In the Sierra Nevada Mountains, Sequoia National Park is found just south of Kings Canyon National Park. As such, this travel guide will cover both parks, starting with Sequoia.
The only park lodging in Sequoia National Park is the large Wuksachi Lodge in the Lodgepole/Giant Forest area. It offers a restaurant and a lounge. If you want lodging convenient for both parks, stay in the southern part of Kings Canyon at either the John Muir Lodge or Grant Grove Cabins. They have a restaurant as well. For camping, the Lodgepole/Giant Forest area has Lodgepole Campground and Dorst Creek Campground. The Foothills area features the Potwisha Campground, Buckeye Flat Campground, and the primitive South Fork Campground. Finally, the more remote Mineral King area offers the Atwell Mill Campground and Cold Springs Campground. RVs are only allowed at Lodgepole, Dorst Creek, and Potwisha.
When entering Sequoia from the south, you can either divert east to the Lookout Point Entrance for the Mineral King area, or continue north to the Foothills Visitor’s Center just past the Ash Mountain entrance. I recommend the latter so you can see exhibits and purchase Crystal Cave tickets (if you didn’t buy them in advance). Crystal Cave is about 20 miles from the Visitor’s Center and is only accessible by a 45-minute guided tour. It is a beautiful example of a marble cavern. If you want to do a quick hike before getting to the cave, try the Middle Fork trail that leaves from the Buckeye Flat area. Just head in for one-mile for a glimpse of Moro and Castle Rocks through the chaparral.
When back on the main park road (Generals Highway), continue north. You’ll pass the turnout for Moro Rock, a giant granite dome that gives amazing views. It is accessible by a .6-mile round-trip trail that consists of a 400-step stairway. When finished, keep going east on this road to pass by Tunnel Log. At the end of this road is the Crescent Meadow Picnic Area. Here, you’ll find the 1.8-mile Crescent Meadow Loop Trail, which offers stunning wildflower blooms in the spring and passes by Tharp’s Log, a hollowed out Sequoia that was converted to a settler’s cabin.
After heading back to the main road and turning north, you’ll come to the highlight of the park - the Giant Forest area. First, you’ll see the Giant Forest Museum, an excellent place to start your grove visit. Two easy and informative 1-mile loop trails leave from here, the Hazelwood Nature Trail and the Big Trees Trail. Further up the road is the famous General Sherman Tree. This is the largest tree in the world by volume, with a base over 36-feet in diameter and a circumference of 103 feet. Towering 275 feet high, it is estimated to be about 2,200 years old. You just have to see it in person to truly appreciate the immense size! The half-mile paved General Sherman Trail will take you to this tree.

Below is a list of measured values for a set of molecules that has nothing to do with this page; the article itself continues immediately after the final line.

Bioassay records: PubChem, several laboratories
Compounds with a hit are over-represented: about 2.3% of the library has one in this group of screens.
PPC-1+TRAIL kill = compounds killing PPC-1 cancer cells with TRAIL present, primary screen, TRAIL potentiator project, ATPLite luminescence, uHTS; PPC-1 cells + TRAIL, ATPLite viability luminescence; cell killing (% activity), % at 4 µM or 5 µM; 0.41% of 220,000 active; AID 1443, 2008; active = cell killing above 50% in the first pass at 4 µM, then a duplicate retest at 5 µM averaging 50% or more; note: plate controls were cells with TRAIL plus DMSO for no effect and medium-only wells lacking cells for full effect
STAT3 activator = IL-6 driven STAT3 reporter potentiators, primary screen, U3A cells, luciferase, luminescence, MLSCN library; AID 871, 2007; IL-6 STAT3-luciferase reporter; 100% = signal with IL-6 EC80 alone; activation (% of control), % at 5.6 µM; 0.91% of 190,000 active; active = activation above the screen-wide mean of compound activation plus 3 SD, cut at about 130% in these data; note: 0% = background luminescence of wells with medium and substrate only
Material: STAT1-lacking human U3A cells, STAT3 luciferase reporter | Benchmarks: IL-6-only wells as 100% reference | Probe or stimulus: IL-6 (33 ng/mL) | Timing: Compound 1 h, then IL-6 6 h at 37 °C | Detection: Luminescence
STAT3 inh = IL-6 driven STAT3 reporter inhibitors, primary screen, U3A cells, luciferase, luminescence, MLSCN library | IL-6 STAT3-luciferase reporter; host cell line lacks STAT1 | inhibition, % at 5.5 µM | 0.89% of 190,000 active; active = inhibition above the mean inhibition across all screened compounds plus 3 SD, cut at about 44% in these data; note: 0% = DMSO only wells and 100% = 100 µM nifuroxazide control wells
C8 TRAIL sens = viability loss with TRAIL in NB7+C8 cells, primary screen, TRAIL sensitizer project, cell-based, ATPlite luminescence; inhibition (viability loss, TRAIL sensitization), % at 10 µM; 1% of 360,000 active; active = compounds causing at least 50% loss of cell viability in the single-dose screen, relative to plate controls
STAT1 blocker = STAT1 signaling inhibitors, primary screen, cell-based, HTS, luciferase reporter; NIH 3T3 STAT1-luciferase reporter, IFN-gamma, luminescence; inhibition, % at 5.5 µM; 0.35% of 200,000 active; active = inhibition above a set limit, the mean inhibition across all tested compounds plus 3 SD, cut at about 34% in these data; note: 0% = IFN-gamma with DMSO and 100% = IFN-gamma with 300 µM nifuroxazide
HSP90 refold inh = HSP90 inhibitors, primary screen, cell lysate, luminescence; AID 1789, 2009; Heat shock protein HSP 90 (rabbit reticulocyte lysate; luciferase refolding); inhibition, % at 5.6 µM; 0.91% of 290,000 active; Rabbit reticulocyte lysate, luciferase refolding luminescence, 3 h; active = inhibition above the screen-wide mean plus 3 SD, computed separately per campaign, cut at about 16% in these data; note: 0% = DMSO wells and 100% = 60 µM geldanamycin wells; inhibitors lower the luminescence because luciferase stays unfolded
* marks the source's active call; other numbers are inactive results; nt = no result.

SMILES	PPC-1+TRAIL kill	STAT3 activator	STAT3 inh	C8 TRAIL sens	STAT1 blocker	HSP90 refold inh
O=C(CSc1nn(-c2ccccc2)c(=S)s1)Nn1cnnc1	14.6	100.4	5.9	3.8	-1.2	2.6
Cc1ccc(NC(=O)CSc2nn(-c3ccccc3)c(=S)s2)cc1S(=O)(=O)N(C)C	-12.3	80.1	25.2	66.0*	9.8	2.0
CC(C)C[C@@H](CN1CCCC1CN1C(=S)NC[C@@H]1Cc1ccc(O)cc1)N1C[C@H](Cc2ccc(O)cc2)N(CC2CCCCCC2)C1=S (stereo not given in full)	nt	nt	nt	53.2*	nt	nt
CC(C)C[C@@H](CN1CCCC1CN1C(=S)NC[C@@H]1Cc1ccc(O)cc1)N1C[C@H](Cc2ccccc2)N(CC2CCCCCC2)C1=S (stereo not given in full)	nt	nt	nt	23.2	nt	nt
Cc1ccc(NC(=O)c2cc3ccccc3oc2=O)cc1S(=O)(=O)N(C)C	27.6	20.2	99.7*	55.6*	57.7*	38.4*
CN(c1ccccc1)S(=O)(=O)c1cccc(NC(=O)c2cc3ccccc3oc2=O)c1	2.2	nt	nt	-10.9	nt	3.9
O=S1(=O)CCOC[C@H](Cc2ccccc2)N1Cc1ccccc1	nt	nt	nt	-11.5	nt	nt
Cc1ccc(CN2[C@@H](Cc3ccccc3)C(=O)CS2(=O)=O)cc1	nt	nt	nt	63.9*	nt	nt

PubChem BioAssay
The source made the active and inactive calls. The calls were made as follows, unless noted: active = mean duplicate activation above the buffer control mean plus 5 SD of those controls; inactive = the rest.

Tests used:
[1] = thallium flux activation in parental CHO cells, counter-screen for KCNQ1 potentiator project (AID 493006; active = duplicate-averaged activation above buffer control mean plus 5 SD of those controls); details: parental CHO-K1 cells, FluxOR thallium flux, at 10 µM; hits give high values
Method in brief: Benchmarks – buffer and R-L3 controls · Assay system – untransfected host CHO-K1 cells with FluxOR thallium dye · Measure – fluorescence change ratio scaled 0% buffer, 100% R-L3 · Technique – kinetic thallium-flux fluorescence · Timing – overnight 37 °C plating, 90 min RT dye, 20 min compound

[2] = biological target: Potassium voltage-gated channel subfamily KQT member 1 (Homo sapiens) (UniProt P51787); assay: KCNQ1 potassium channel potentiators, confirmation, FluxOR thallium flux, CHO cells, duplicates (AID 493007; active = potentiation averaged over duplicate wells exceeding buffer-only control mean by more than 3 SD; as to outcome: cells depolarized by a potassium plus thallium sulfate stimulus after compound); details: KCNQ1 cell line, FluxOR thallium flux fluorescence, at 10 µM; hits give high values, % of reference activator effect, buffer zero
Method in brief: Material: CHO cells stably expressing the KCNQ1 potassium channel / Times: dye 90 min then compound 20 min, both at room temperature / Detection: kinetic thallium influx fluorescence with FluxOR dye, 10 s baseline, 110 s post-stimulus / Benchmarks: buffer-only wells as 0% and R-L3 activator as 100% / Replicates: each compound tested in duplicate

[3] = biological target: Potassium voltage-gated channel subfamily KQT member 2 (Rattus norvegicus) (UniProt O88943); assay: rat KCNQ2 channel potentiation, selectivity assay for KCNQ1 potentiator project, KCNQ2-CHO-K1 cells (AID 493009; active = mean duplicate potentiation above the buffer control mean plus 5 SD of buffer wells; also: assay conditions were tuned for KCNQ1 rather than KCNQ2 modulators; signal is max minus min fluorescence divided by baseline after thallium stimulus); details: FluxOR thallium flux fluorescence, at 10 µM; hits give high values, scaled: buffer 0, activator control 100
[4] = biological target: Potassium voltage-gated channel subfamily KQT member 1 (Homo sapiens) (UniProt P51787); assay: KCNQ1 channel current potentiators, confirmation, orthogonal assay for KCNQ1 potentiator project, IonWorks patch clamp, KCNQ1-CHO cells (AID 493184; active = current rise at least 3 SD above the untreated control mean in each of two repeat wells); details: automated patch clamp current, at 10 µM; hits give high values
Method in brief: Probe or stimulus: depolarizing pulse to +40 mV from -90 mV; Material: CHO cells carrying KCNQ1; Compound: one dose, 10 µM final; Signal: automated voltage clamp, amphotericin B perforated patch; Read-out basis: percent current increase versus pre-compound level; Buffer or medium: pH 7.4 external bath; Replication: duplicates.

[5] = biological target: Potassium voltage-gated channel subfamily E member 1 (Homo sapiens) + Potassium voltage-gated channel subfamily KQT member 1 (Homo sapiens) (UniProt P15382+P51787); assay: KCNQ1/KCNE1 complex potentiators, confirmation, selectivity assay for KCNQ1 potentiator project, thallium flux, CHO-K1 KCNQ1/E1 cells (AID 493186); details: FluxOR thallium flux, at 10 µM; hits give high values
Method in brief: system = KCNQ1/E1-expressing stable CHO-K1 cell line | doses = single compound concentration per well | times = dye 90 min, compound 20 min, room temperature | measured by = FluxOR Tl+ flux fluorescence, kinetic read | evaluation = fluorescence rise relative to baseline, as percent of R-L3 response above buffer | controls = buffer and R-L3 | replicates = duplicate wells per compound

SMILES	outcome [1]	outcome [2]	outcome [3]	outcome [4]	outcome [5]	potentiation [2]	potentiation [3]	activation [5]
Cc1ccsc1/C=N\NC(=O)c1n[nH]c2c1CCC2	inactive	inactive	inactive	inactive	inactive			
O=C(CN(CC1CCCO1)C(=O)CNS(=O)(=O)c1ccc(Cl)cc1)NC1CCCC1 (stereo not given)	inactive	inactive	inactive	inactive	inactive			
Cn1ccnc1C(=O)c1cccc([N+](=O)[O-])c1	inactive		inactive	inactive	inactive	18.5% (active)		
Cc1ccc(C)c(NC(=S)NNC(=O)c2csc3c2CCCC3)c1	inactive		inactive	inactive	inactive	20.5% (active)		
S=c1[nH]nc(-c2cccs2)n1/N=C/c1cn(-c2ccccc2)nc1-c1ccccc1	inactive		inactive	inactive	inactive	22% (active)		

For more huge trees, I highly recommend you continue on to the Congress Loop Trail. If you’re looking for something different and more difficult, drive up the road to the Wolverton trailhead for the 7-mile (one-way) Alta Peak Trail. This strenuous trail is often referred to as the best day-hike in the park. The 11,000’ summit offers beautiful views. Continuing north is the Lodgepole Visitor’s Center. On your way out of the park to Kings Canyon, you’ll pass the Lost Grove. Many large trees can be seen from the roadside pullout.
This road leads out of Sequoia National Park and into the Sequoia National Forest before taking you into Kings Canyon National Park. Coming in this way provides an overlook to see a Redwood grove. However, the official entrance to the park from the west is the Big Stump Entrance. By this entrance is Big Stump Trail. This easy 2-mile trail is less populated and takes you by giant stumps – remnants from the old logging days. There is a giant stump with a staircase that provides a great photo opportunity.
In the Grant Grove area, you’ll find a Visitor’s Center. One mile northwest is the short and paved General Grant Tree Trail to the General Grant tree. It's the third largest giant sequoia and is about 3,500 years old. It is also considered the nation’s Christmas Tree. Also here is the 1.5-mile North Grove Loop trail, which gives you more big trees to experience. Besides the lodging here, camping is available at Azalea Campground, Sunset Campground, and Crystal Springs Campground.
Before leaving Grant Grove, drive out to Panoramic Point. This half-mile paved trail offers an amazing overlook. To explore the other half of Kings Canyon National Park, you must then take the main road east to Cedar Grove. Along the way, stop at Hume Lake for a picnic and beautiful scenery. Once at Cedar Grove, there is a lodge that has a snack bar. For camping, Sentinel Campground, Sheep Creek Campground, Moraine Campground, and Canyon View Group Campground are all open to RVs.
The real beauty here is the canyon, which is deeper than the Grand Canyon in some places. A notable trail near the Cedar Grove Visitor’s Center is the Cedar Grove Overlook, a 5-mile round-trip strenuous hike with a top-notch canyon view at the end. But my favorite trail is the Zumwalt Meadow Trail, which is further down the road and past the pretty Roaring River Falls. This 1.5-mile loop takes you along the Kings River and around a beautiful meadow. The canyon towers above. You can't go wrong with any of the trails near the river. For a longer adventure, the 9-mile round-trip Mist Falls Trail leaves at the end of the road. I find this area a great place to catch a glimpse of wildlife, including black bears.